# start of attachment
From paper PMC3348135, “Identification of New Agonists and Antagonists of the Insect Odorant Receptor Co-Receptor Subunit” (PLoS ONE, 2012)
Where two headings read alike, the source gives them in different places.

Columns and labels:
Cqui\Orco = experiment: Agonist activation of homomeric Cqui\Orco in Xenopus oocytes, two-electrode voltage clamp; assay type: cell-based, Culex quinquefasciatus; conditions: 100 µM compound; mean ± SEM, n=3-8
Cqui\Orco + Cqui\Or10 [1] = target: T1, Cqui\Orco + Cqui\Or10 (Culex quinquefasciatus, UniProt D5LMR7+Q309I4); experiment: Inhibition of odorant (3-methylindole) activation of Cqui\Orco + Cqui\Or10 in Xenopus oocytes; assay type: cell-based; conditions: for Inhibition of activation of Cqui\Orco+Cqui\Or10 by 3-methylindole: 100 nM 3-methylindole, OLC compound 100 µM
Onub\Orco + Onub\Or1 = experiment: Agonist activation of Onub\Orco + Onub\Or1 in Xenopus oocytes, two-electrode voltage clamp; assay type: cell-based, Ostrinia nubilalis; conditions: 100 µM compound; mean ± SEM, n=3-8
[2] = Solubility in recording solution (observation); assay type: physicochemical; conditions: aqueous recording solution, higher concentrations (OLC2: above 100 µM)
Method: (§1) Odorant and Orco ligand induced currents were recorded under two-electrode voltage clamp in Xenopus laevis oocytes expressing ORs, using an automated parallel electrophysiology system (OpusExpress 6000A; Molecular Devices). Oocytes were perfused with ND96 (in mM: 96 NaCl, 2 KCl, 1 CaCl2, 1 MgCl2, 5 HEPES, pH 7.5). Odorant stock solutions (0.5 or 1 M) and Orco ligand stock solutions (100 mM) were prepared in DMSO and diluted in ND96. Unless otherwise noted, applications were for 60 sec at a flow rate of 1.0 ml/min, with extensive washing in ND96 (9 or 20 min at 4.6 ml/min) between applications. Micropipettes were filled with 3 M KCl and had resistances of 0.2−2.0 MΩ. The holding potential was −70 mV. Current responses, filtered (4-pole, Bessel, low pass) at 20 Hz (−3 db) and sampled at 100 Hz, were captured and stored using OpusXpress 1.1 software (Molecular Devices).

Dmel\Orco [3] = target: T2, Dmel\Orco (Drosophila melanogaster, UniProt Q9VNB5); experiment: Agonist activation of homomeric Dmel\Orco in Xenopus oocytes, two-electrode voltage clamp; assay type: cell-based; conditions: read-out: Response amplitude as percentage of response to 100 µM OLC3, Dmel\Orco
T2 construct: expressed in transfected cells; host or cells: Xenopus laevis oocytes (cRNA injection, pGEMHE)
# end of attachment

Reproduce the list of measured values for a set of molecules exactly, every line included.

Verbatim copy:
From paper PMC3348135, “Identification of New Agonists and Antagonists of the Insect Odorant Receptor Co-Receptor Subunit” (PLoS ONE, 2012)
Where two headings read alike, the source gives them in different places.

Columns and labels:
Cqui\Orco = experiment: Agonist activation of homomeric Cqui\Orco in Xenopus oocytes, two-electrode voltage clamp; assay type: cell-based, Culex quinquefasciatus; conditions: 100 µM compound; mean ± SEM, n=3-8
Cqui\Orco + Cqui\Or10 [1] = target: T1, Cqui\Orco + Cqui\Or10 (Culex quinquefasciatus, UniProt D5LMR7+Q309I4); experiment: Inhibition of odorant (3-methylindole) activation of Cqui\Orco + Cqui\Or10 in Xenopus oocytes; assay type: cell-based; conditions: for Inhibition of activation of Cqui\Orco+Cqui\Or10 by 3-methylindole: 100 nM 3-methylindole, OLC compound 100 µM
Onub\Orco + Onub\Or1 = experiment: Agonist activation of Onub\Orco + Onub\Or1 in Xenopus oocytes, two-electrode voltage clamp; assay type: cell-based, Ostrinia nubilalis; conditions: 100 µM compound; mean ± SEM, n=3-8
[2] = Solubility in recording solution (observation); assay type: physicochemical; conditions: aqueous recording solution, higher concentrations (OLC2: above 100 µM)
Method: (§1) Odorant and Orco ligand induced currents were recorded under two-electrode voltage clamp in Xenopus laevis oocytes expressing ORs, using an automated parallel electrophysiology system (OpusExpress 6000A; Molecular Devices). Oocytes were perfused with ND96 (in mM: 96 NaCl, 2 KCl, 1 CaCl2, 1 MgCl2, 5 HEPES, pH 7.5). Odorant stock solutions (0.5 or 1 M) and Orco ligand stock solutions (100 mM) were prepared in DMSO and diluted in ND96. Unless otherwise noted, applications were for 60 sec at a flow rate of 1.0 ml/min, with extensive washing in ND96 (9 or 20 min at 4.6 ml/min) between applications. Micropipettes were filled with 3 M KCl and had resistances of 0.2−2.0 MΩ. The holding potential was −70 mV. Current responses, filtered (4-pole, Bessel, low pass) at 20 Hz (−3 db) and sampled at 100 Hz, were captured and stored using OpusXpress 1.1 software (Molecular Devices).

Dmel\Orco [3] = target: T2, Dmel\Orco (Drosophila melanogaster, UniProt Q9VNB5); experiment: Agonist activation of homomeric Dmel\Orco in Xenopus oocytes, two-electrode voltage clamp; assay type: cell-based; conditions: read-out: Response amplitude as percentage of response to 100 µM OLC3, Dmel\Orco
T2 construct: expressed in transfected cells; host or cells: Xenopus laevis oocytes (cRNA injection, pGEMHE)